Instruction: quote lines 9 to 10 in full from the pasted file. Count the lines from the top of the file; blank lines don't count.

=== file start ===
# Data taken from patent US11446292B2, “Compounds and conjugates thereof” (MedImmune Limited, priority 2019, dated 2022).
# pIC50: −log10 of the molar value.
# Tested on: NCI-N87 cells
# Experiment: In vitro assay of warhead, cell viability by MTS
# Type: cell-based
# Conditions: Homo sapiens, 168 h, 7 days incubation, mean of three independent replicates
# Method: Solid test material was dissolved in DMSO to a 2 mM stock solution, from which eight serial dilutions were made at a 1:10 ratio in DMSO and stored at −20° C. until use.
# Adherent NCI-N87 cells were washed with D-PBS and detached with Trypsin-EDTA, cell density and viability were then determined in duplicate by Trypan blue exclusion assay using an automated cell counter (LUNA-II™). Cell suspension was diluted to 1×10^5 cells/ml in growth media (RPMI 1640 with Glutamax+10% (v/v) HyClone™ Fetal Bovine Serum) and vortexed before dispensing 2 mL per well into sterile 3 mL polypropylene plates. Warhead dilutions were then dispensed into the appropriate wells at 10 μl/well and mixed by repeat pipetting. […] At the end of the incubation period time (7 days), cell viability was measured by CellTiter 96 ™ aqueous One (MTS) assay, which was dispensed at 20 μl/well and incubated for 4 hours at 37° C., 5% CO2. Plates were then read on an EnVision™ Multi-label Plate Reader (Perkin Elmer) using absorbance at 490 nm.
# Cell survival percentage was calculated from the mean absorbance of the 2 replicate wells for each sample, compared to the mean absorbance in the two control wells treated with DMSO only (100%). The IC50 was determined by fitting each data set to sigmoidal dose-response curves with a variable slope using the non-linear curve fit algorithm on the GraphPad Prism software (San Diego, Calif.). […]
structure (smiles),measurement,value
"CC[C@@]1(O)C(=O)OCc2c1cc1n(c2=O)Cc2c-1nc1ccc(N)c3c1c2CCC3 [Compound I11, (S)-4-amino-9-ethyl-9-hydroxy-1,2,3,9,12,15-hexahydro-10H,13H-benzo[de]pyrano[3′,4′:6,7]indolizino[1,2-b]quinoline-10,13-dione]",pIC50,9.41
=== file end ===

# Cell survival percentage was calculated from the mean absorbance of the 2 replicate wells for each sample, compared to the mean absorbance in the two control wells treated with DMSO only (100%). The IC50 was determined by fitting each data set to sigmoidal dose-response curves with a variable slope using the non-linear curve fit algorithm on the GraphPad Prism software (San Diego, Calif.). […]
structure (smiles),measurement,value